A man has been sentenced after CCTV caught him purposely banging his knee five times on a paving stone in order to make a fake injury claim against a housing association.
When submitting his claim, Malcolm Harrison, 41, of Cwrt Tarrell, Brecon, Powys, Wales, stated that a paving stone had cracked underfoot as he jogged back to his block of flats, causing him to fall over and injure his knee.
However, the housing association for the block of flats provided CCTV footage to its insurer, a subsidiary of Direct Line Group, showing that the initial crack in the paving stone did not cause any injury to Harrison when he jogged over it.
The CCTV shows him step on it to break it further and proceed to deliberately bang his knee five times on a nearby paving stone.
Harrison then spotted the CCTV camera, and at this point, he started to hop on one leg to try and show that he was injured.
The insurer sent a letter to Harrison, informing him that they were rejecting his claim and he was also provided with the CCTV footage.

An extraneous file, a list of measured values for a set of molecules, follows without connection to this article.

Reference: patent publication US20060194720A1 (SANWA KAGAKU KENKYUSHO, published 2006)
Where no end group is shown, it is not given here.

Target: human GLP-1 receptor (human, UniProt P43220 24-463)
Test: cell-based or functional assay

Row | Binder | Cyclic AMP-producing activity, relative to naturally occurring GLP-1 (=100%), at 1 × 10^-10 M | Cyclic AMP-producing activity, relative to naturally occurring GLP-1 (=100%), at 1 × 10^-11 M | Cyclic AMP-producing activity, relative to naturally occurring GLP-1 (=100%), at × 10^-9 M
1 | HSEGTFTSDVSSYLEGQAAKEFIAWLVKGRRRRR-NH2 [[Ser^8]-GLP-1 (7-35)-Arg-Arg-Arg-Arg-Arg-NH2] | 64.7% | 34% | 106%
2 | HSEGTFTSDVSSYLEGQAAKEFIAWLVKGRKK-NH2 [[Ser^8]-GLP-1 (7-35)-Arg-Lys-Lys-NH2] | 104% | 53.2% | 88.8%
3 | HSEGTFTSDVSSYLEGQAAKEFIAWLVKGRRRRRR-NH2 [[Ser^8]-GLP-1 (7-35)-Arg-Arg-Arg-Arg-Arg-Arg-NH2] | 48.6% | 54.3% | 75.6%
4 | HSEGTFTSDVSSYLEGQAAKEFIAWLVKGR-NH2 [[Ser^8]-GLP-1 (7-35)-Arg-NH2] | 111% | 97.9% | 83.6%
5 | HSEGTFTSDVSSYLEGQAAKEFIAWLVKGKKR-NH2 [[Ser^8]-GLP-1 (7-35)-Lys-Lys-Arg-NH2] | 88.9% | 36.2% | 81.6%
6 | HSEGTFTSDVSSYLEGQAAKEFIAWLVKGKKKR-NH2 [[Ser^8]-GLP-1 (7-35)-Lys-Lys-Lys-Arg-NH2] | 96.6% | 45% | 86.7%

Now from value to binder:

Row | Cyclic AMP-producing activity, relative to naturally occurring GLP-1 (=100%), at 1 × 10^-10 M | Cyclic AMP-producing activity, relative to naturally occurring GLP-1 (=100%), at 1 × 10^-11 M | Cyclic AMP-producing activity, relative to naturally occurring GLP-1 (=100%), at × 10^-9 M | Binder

Harrison disputed this decision and during his interview with officers from the City of London Police’s Insurance Fraud Enforcement Department (IFED), he continued to stand by his claim.
He said he tripped and fell just out of shot of the CCTV camera and denied deliberately banging his knee to inflict injuries on himself. He claimed that he was actually testing the other paving stones to prevent injury to other people.
Harrison had originally pleaded not guilty to one count of fraud by false representation and a trial was scheduled, but he later changed his plea to guilty. If his claim had been successful, he would have fraudulently gained £6,680.
The defendant was sentenced at Merthyr Tydfil Crown Court on 6 March to a two-year Community Order and 200 hours Community Service. He was also ordered to pay £1,000 in costs.
Detective Constable Joanne Farrell, who led the investigation for IFED, said: “Even after being shown the CCTV footage several times in interview, which clearly showed his claim was fraudulent, Harrison initially denied any wrongdoing, dishonestly telling police they were misinterpreting the footage. He then entered a not guilty plea at court, meaning the matter would have proceeded to trial at Crown Court.
“Eventually he saw sense and pleaded guilty before his trial began, and has been rightfully punished for trying to steal several thousand pounds from the insurer.”